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my 2 cents

Theatre Review: "Woogie Boogie", Ranga Shankara, 180719
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Superb special effects.

I am often asked why I go to watch children's theatre shows. People usually associate children's theatre, or puppet theatre, with a "fit only for children" narrative, too simple to hold an adult's attention.

But plays, or to be accurate, performances, like "Woogie Boogie", by Brush Theatre of South Korea, staged on 18th July 2019 at Ranga Shankara as part of the "AHA!" children's international puppet theatre festival, show how any adult can be as entranced as a child. On the child's level, the clowning and the brisk narrative are very entertaining; but on an adult level, one can see the precision of the production, with all the technical aspects of the performance blending seamlessly into a whole.

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Raindrops fall from the cloud that has been drawn.

"Woogie Boogie" was first performed at the Edinburgh Fringe Festival in UK in 2018 and has been travelling ever since. In Seoul, South Korea, the cast and crew end up performing Woogie Boogie every Saturday, at different venues, mainly for young audiences.The storyline is about the story of two friends, (Woogie and Boogie) who go on their first adventure to the sea with their tiny friend, the turtle. The show was first performed at the Edinburgh Fringe Festival in UK in 2018 and has been travelling ever since. In Seoul, the cast and crew give performances of Woogie Boogie every Saturday.

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Performers, showing the costumes and the laptops used.


Even as the audience entered the theatre, they found the cast and crew on and off the stage, casually waltzing, playing the piano and thumping on an empty cardboard box. The central, large white screen or board was flanked by two performers ; electronic organist Sung San Hee on one, and another, operating a lot of highly technical software and hardware, on the other.

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The whole theme of the set and costume design was black and white; the performers wore white shirts, black trousers and suspenders, and paper crowns or cones. The two performers who acted as Woogie and Boogie, drew black pictures on the huge white board, erasing them or transforming them as the play progressed.

As the play began, their cheerful "Hello"s were reciproated by a full-throated response from the children. The two came out with white boards with an "O" outline drawn on them, held in front of their faces. They then ran into the audience, allowing some of the eager children to draw eyes, nose and mouth in the outlines. Back on stage, a body was drawn, and the narrative began to take shape, with Woogie and Boogie first playing with the "on-off/black-white" scenario, with superb and precise lighting being switched on and off.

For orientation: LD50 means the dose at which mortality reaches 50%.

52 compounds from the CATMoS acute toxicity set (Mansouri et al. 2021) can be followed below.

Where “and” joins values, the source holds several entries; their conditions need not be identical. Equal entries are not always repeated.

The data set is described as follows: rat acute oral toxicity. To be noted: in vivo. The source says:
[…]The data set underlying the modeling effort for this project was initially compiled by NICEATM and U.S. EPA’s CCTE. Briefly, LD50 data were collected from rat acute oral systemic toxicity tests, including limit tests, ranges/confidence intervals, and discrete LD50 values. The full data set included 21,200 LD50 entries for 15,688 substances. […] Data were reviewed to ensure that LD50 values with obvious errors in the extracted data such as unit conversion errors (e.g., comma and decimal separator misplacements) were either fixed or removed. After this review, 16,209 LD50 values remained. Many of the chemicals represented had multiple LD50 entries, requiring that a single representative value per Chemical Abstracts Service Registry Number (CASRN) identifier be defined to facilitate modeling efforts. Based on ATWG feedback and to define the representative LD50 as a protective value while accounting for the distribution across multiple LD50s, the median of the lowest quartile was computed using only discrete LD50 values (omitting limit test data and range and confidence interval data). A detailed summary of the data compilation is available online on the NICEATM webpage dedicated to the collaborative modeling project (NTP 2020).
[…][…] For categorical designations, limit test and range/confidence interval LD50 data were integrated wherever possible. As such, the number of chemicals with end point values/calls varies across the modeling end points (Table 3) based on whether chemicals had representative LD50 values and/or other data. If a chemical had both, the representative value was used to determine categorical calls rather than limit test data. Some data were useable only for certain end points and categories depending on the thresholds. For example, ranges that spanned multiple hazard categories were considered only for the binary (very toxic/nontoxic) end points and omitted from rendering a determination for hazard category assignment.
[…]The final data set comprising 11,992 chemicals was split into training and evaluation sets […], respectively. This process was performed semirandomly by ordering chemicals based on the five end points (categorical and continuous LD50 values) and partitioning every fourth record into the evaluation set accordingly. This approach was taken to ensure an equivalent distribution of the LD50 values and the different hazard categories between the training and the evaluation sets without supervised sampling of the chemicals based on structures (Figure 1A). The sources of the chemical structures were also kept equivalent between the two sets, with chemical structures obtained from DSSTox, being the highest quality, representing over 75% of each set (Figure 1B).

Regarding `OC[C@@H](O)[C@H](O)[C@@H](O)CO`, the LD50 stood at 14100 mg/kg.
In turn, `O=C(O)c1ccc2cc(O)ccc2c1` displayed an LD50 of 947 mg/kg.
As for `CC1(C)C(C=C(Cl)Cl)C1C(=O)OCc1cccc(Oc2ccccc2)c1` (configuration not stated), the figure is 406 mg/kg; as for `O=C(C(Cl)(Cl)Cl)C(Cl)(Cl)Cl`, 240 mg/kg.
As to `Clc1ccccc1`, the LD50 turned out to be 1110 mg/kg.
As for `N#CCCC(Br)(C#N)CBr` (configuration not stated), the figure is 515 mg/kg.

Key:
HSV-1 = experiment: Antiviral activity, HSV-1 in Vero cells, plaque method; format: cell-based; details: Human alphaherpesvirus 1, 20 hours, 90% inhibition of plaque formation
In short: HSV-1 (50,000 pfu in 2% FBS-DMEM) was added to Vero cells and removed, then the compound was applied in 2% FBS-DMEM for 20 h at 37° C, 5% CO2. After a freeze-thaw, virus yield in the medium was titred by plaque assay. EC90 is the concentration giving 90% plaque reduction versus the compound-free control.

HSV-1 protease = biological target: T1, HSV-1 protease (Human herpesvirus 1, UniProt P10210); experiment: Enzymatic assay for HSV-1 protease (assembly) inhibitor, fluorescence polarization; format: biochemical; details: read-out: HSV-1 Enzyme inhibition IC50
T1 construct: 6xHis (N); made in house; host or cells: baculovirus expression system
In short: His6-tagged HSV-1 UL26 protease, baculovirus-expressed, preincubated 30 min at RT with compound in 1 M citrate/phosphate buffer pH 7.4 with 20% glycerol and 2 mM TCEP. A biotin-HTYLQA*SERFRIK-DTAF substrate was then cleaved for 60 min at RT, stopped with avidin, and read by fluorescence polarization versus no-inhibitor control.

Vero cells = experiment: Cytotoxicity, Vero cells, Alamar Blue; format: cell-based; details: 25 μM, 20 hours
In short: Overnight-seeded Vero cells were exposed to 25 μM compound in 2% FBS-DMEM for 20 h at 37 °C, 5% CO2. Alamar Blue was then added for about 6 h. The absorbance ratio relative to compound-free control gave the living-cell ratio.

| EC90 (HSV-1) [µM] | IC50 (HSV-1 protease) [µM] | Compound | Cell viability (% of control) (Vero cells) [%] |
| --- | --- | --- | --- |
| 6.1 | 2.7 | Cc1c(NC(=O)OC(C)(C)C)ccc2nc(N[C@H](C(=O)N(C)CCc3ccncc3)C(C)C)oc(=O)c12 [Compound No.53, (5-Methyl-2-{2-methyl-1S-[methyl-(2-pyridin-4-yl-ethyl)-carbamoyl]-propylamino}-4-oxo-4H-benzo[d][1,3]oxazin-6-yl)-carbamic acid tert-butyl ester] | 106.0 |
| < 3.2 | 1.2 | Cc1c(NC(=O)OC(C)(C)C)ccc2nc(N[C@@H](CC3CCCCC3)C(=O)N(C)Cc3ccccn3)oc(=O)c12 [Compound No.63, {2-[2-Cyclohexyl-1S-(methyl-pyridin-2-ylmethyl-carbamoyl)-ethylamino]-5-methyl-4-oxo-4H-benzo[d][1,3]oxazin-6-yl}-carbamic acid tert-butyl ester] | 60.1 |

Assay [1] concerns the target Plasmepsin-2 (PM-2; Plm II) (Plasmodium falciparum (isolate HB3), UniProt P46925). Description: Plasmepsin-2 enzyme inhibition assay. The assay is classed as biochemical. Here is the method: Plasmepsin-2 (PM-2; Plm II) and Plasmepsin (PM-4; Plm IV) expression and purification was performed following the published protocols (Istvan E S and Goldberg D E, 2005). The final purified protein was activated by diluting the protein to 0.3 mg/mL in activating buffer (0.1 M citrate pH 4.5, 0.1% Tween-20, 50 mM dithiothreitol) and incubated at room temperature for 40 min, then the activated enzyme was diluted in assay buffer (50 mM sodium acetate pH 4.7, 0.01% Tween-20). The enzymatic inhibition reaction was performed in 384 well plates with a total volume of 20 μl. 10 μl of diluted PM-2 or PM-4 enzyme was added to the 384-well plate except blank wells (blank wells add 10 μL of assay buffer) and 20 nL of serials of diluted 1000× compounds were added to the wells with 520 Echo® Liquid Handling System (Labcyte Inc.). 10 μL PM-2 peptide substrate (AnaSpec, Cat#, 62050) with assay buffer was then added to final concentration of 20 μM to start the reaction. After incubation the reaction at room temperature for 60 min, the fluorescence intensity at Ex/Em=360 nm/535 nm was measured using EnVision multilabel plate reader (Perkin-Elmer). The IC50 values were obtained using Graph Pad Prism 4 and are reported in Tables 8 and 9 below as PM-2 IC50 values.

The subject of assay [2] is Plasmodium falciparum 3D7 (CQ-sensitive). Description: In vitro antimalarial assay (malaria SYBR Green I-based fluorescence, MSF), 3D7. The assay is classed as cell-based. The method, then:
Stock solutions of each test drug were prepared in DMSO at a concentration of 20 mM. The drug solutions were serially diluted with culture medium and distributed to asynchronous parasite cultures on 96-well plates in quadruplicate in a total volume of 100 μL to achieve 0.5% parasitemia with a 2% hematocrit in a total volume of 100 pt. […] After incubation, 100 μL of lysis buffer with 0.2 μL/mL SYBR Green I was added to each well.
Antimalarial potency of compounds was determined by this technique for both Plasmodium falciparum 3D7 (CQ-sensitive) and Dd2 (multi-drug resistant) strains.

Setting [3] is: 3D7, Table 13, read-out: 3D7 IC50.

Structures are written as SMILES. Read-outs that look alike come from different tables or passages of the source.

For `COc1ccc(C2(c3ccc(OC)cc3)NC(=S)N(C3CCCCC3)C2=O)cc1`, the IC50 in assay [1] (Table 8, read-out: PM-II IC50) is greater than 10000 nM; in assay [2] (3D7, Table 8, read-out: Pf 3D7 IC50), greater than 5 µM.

The two began doodling various things (the children and adults both had great fun guessing what each doodle would turn out to be).But to our amazement, the doodles took on a life of their own! A fish that was drawn started swimming in the sea that the board represented, and a little turtle turned from a drawing into a small puppet. And so it went as the action progressed; a delightful melange of drawing, puppetry, mime, and computer-generated moving images, laced with music and audio side-effects kept the audience enthralled.Soon enough, the actors are out on the stage again — amid squealing children, whiteboards in hand. The children excitedly dart up from the seats to scribble on them — this is precisely what the performance draws focus to. Doodles and scribbles are a child’s favourite companions, especially when a blank space is involved. And most often, stories take form through these careless strokes.

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A brain, and the thoughts from that brain.

“It is a multimedia drawing show. We combine hand drawings and projection to make these doodles come alive on this big white board,” says Kim Jae Woong, the video technician in the crew. This was one thing I could appreciate as an adult--the perfect synchronization between the computer graphics and the performer's actions, so that there was no glitch at all in the story. This was truly amazing, as no matter how much they have practised together, it still needs excellent timing to succeed.



Apart from the music, the strange noises the various creatures make when conjured up. were also produced by various instruments or through the voice of the cast. I was able to get only a few names of the crew members from the net: Kim Dong Hyu, Yeom Yonggyun, Lee Seungeun, Song Eyunjae...I was not sure who played what role in the production that evening; I think all six of the crew can do any of the roles if needed.Unfortunately, there was no brochure provided,nor were the cast and crew introduced at the end of the play.

Innumerable creatures and doodles later, a puffer fish slowly grew into an evil creature which wanted to eat up Woogie and Boogie. Finally, the little turtle returned to the sea and swims off to deafening applause from the audience.

The final few moments of the play also transformed the stage from a monochrome black and white to colour, as Woogie and Boogie performed lithe calisthenics against the board.